by Elsa Braun
Franz was my step-grandfather. He grew up in what was known as Sudetenland, close to the Polish border. He had to work on the farm with his parents at a very early age and hardly ever went to school. He could not read or write, not even his own name. I tried to teach him when I started school myself but he found it very difficult. I suppose he could have been classed a 'simpleton' but he was very hard-working and seemed to be happy.
When he was drafted into the German army he didn't like it and soon found a way to desert. A year later WWII broke out and he was caught and re-drafted by the Nazis. He escaped again but caught once more. The Nazis recognised his illiteracy and limited mental capacity and treated him the same as they treated the Jews. Franz was incarcerated in the concentration camp at Dachau, near Munich.
He told me many stories he heard from the other inmates. He watched people being hung for no reason. He was forced to load dead bodies on to waggons. He knew when people were being burned in the ovens by the stench. He had to help clean out the ovens to make room for thw next batch. He saw the results of some of the notorious 'experiments' being carried out. Somehow Franz survived the horro and degradation. I guess it was his simple instinct for survival.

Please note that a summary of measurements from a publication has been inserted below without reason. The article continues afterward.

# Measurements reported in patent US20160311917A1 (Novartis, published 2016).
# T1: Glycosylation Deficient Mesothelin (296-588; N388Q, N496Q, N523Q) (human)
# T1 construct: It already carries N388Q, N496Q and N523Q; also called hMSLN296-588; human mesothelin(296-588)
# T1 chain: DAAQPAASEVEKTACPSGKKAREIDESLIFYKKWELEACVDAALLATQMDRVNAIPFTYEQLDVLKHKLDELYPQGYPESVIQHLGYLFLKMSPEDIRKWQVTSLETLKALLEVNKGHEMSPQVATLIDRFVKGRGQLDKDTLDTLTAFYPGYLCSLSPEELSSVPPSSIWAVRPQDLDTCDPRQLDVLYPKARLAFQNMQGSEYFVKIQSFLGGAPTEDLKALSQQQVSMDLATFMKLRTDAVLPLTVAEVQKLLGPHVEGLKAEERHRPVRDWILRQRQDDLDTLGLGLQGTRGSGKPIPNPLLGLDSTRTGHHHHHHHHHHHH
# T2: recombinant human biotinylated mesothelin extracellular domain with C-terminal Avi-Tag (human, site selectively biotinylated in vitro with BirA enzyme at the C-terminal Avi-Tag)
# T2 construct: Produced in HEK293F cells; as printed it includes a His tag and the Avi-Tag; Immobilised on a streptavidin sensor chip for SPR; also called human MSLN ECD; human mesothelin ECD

Just weeks before the war finished the Nazis began to evacuate the concentration camps, I suppose to try to hide what had been happening there. The inmates were marched into the mountains. Everyone knew they were going to be shot. After just a day's march Franz decided to escape once more. He ran under cover of darkness across farmland and he told me how suddenly his footsteps started to sound hollow. As he was from a farming background he recognised this as the entrance to an underground 'holding cave'used for storing root vegetables during winter. It was now well into springtime. Quick as a fox he crawled inside. The guards must have found out he esacaped because he could hear the muffled sounds of the hounds and then a few shots. Then it was quiet. He fell asleep.
When he woke he carefully peeked out of the trapdoor and guessed it was about midday.No one was around. He was in the middle of a spouting potato field. He hastliy pulled some plants up, collected the spuds and took them back to the cellar to eat them. He spent several days and nights there until, under cover of darkness, he snuck up to the nearby farmhouse and crawled up to the hayloft over the cow barn. He waited until everything was quiet and went down and drank some milk direct from the cow. Next morning after the cows had been milkded and the men had gone out to the fields to work he went to the farmhouse to beg for food and work. It was then that he learned that the war was over.